ongoing debate on the cancer front is whether doctors should
be required to notify women following mammograms if they have
dense breast tissue, which can fool the screening test and
miss tumors. Minnesota recently became the latest state to
create the mandate, prompting a new round of debate.
the Minnesota mandate, the standard "all-clear"
letter sent after mammograms to tell women they are
cancer-free is going to contain new and potentially troubling
information — the disclosure to thousands of women that they
have dense tissue in their breasts that could cloud their
lawmakers mandated as of Aug. 1 that doctors notify women if
their mammograms discover dense breast tissue, which can mask
the presence of a tumor on an X-ray like blowing snow can
blind a driver in a blizzard.
is no shortage of women like me who have been harmed by their
density and never knew it," said Nancy Cappello, a breast
cancer survivor from Connecticut. She became an advocate for
state-mandated disclosure of tissue density after mammograms
failed to find her tumor until it was enlarged and her cancer
had spread beyond her breast.
tissue density is well-known among cancer specialists and
radiologists; studies suggest 47 percent of women have tissue
that is dense enough to hide a tumor on an X-ray image.
Research also has indicated that dense breast tissue itself
increases cancer risks, especially for the 8 percent of women
with extremely dense tissue.
doctors treat tissue density as back-of-the-house information
that patients don’t need to know, in part because it is
unclear exactly what women should do with the information and
which alternative cancer screenings work best.
said doctors were so resistant to notifying patients on their
own that she formed the "Are You Dense?" advocacy
organization and sought mandates that have been enacted in 19
was shocked," she said, "not that I had breast
cancer, but that it was (detected) so darn late."
mandate proposals have generated intense debates in other
states, the Minnesota legislation quietly received support in
the House this spring before it was tucked into a health care
omnibus bill and sent to the governor’s desk. Organizations
such as the Minnesota Medical Association had concerns —
especially the impact of notifying so many women when the
solutions for dealing with dense breast tissue are unclear —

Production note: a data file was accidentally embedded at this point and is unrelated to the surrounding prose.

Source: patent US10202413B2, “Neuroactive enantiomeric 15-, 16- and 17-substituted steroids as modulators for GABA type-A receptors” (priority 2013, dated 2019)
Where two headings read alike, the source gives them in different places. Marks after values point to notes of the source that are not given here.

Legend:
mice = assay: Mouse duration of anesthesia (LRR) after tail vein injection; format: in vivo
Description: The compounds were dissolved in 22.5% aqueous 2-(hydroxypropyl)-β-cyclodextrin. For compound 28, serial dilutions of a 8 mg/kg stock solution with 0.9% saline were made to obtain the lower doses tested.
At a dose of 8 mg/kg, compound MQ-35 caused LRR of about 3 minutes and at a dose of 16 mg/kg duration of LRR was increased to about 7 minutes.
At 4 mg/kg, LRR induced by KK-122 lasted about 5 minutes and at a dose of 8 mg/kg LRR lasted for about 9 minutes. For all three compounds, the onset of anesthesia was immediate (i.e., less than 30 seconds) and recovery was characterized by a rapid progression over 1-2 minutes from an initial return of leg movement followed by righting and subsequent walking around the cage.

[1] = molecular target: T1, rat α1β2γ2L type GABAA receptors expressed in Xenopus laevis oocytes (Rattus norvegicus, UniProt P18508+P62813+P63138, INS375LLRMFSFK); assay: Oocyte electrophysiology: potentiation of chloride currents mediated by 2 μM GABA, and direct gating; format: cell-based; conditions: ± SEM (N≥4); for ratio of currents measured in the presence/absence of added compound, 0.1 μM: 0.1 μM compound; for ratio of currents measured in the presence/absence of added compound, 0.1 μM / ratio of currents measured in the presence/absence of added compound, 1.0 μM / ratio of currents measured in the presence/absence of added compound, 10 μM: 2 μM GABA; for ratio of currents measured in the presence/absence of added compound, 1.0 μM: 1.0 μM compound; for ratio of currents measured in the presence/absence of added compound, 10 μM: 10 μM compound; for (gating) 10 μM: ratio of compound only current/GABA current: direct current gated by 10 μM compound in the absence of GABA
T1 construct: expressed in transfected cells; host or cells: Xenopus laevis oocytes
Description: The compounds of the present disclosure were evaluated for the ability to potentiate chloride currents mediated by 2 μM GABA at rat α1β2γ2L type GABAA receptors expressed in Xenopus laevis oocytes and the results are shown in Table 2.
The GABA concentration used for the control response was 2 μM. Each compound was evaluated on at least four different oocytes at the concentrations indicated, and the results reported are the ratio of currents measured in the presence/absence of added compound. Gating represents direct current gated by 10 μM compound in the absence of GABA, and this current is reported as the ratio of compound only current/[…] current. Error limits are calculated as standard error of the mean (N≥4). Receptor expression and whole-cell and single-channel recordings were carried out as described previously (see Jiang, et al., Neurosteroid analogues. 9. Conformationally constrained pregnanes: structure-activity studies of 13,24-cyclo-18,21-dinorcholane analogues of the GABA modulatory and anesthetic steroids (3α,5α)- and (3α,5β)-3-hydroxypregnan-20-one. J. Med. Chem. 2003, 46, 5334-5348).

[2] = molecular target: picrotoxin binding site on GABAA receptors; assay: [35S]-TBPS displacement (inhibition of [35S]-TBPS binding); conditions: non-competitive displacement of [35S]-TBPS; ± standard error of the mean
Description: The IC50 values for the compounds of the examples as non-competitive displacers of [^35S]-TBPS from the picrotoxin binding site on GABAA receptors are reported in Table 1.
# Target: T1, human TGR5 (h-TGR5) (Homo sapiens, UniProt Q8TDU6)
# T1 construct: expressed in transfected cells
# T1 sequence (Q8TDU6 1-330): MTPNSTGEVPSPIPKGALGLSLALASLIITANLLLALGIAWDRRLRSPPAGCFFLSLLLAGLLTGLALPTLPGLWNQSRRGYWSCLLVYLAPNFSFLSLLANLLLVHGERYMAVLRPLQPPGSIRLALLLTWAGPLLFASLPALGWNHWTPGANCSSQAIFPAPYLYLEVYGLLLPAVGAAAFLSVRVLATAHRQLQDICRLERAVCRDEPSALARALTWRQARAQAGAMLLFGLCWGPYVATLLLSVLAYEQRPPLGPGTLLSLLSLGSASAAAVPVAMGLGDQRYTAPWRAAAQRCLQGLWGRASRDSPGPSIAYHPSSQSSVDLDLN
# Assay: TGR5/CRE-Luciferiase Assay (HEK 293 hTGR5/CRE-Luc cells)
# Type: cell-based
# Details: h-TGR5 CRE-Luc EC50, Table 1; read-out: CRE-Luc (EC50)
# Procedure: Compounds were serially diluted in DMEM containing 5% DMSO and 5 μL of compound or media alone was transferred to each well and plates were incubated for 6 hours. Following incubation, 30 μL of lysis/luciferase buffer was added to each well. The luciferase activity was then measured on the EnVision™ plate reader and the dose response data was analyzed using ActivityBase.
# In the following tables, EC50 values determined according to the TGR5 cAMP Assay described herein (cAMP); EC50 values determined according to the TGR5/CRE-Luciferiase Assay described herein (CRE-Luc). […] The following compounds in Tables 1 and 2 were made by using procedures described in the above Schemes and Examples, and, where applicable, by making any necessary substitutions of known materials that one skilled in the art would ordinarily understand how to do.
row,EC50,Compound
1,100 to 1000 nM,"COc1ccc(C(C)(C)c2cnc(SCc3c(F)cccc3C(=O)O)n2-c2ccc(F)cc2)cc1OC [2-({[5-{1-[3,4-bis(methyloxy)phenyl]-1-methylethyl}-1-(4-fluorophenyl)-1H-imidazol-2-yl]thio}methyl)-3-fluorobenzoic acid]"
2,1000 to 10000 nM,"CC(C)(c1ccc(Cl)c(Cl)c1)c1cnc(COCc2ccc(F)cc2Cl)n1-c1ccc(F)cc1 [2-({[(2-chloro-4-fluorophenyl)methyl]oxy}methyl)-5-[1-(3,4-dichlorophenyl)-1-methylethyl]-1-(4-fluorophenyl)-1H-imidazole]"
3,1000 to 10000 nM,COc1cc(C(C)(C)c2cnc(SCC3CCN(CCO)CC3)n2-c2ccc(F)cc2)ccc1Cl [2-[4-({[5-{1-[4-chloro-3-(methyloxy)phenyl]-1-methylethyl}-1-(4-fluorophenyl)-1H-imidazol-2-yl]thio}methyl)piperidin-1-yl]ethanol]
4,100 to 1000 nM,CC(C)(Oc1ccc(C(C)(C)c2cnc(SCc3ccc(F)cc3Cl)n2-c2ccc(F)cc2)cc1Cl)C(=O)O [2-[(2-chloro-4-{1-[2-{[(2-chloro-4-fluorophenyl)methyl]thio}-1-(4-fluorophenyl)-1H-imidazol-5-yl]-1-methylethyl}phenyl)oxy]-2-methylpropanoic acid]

but didn’t oppose the bill.
Norton of the Minnesota Breast Cancer Coalition suspects the
lack of opposition was due to a "pink tsunami" of
high-profile breast cancer advocacy campaigns, which make it
politically difficult to oppose an increase in screening even
if it might lead to more incidents of misdiagnosis and
opposed the mandate because there is no scientific proof yet
that supplemental screening beyond mammography reduces the
rate of breast cancer deaths. Diet and alcohol consumption are
known risk factors for breast cancer, but they might not
receive as much emphasis if doctors are busy explaining breast
tissue density to patients, she added.
women get notification that they’re overweight? It also is a
risk factor. And that’s something a woman can change,"
fraction of women with dense tissue suffer breast cancer. Some
women, when told, ignore it or simply increase the frequency
of manual self-exams, Norton said. Others stop taking hormone
replacements because of evidence that it increases breast
alternatives include ultrasound imaging or a special 3-D
ultrasound called digital breast tomosynthesis, which has been
shown to increase breast cancer diagnoses while reducing false
positive results. Women with family histories of breast cancer
are supposed to seek more accurate MRI scans, but they are not
recommended for other women.
national guidelines exist on which approaches to use. The U.S.
Preventive Services Task Force is examining breast tissue
density as it updates its guidance on breast cancer screening,
but new guidance isn’t expected for months.
force currently recommends mammograms every other year for
women ages 50 to 74, and screenings at earlier ages depending
on family cancer histories.
over screening alternatives shouldn’t excuse doctors from
their responsibility to notify patients of tissue density,
Lewerenz, a 57-year-old attorney from Duluth, said her tissue
density fooled mammograms to the point that a tumor in her
breast was the size of a lemon before it was discovered in
opportunity to talk to my physician about what it meant to
have dense breasts could have been important to me," said
Lewerenz, who will forever wonder if earlier detection could
have meant treating the cancer with a simple removal procedure
rather than multiple surgeries, chemotherapy and radiation.
question regarding the mandate is whether insurers will cover
alternative screenings for women with dense tissue.
Cross and Blue Shield of Minnesota, the state’s largest
insurer, doesn’t have a policy but "works closely with
providers and supports their judgment for when additional
evidence-based imaging studies may be necessary," said
Dr. Paul Krazija, Blue Cross’ vice president and executive
medical director for commercial and government programs.
with mammogram results started going out from Mayo Clinic this
month with information on tissue density. The response has
been so mild that the clinic’s director, Dr. Karthik Ghosh,
wonders if women are reading beyond the first sentence
indicating a negative test result.
know what happens with those letters," she said.
said mammograms are 88 percent accurate for women with little
tissue density but still 62 percent accurate for women with
extreme density, so women should continue to undergo testing.
On the other hand, she noted, women shouldn’t dismiss lumps
in their breasts just because their mammograms were negative.